Category: Houston weather

Matt here with a special Friday evening update for you, Houston. Yes, the late afternoon run of the GFS operational model showed a significant tropical system crashing into the Texas coast. Some of us in meteorology refer to this as the “happy hour” run of the GFS. I’m going to walk through a pretty basic forecasting approach to whether or not I would put much (any?) stock into the GFS operational model.

The model run

If you’re curious, here it is:

Today’s 18z “happy hour” GFS operational model spins a hurricane into Texas next weekend. No, we aren’t buying into it. (Tropical Tidbits)

No, you should not worry about it.

The trends

Why am I saying that? If you look at the last 10 runs of the forecast from this very same model valid for next Saturday night, today’s is the first to show a storm in Texas.

Of the last 10 GFS operational runs, only the latest one wants to bring a hurricane into Texas. (Tropical Tidbits)

Sure, the last couple runs have trended closer to Texas, but this model is volatile. It’s going to bounce around a lot. I’ve been watching this model for 15 years now. This isn’t an abnormal thing it does.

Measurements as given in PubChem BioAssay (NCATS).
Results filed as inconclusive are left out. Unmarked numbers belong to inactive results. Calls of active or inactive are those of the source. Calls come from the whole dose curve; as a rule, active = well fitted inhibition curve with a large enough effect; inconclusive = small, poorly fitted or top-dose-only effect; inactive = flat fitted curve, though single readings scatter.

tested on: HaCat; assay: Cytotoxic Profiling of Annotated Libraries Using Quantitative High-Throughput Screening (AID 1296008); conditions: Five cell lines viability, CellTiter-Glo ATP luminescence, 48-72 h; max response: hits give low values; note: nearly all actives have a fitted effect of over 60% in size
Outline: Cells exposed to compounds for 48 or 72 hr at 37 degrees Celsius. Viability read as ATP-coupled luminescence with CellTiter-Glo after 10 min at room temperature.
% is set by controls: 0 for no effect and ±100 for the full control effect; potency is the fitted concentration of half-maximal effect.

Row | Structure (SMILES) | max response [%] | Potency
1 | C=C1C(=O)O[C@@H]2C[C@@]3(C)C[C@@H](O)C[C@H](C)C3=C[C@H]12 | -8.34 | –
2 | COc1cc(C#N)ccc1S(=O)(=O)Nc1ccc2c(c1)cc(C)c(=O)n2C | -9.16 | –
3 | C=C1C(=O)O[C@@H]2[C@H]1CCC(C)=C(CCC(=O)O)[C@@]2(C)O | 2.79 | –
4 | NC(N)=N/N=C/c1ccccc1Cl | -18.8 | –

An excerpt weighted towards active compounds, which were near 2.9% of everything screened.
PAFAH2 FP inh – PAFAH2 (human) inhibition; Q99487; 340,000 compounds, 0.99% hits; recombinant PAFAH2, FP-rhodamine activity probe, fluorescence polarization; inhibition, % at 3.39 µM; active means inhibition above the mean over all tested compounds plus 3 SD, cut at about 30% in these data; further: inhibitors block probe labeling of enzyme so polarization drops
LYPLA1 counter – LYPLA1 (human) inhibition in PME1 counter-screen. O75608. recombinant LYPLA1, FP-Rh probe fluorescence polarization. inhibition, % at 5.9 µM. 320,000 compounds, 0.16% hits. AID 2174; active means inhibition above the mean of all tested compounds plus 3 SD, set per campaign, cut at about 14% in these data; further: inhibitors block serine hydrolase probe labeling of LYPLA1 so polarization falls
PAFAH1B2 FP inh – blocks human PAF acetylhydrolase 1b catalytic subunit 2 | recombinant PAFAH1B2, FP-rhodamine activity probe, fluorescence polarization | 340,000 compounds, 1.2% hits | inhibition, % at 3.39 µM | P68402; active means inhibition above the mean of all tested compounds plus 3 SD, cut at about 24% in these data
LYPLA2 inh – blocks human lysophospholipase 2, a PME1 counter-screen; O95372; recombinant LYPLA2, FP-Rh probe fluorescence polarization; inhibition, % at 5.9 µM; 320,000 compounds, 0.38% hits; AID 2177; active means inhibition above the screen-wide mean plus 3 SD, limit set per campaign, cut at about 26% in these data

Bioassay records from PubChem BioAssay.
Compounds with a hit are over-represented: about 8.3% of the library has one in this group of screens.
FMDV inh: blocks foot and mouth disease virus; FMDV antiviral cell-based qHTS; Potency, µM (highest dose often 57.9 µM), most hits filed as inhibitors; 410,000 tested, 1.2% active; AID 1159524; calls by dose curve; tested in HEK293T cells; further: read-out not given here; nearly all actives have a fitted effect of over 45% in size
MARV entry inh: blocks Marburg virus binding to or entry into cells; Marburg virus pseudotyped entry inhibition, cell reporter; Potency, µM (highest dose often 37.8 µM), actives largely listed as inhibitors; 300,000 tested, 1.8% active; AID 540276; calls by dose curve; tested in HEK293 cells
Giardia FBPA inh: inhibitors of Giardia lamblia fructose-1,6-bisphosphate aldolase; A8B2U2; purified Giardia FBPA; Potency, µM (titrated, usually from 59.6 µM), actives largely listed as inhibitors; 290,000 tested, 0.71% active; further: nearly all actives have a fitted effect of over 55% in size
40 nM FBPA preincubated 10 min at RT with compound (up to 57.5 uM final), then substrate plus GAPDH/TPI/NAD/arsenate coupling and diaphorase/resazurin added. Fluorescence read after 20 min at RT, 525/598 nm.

The ensemble

On top of all this, let’s look at what the GFS Ensemble shows for this same exact timeframe. The ensemble is still basically the GFS model, but it’s run multiple times with some tweaks to the model each time. The intent is to offer you more of a “spread” of possibilities in the forecast. Good forecasters use ensemble based forecasting techniques to help them craft forecasts. I’m focusing on one particular variable here: What each ensemble member shows for sea level pressure centers. Each circle I’ve added to this map is where an ensemble member places the center of something (tropical storm, hurricane, plain old tropical disturbance) next Saturday night.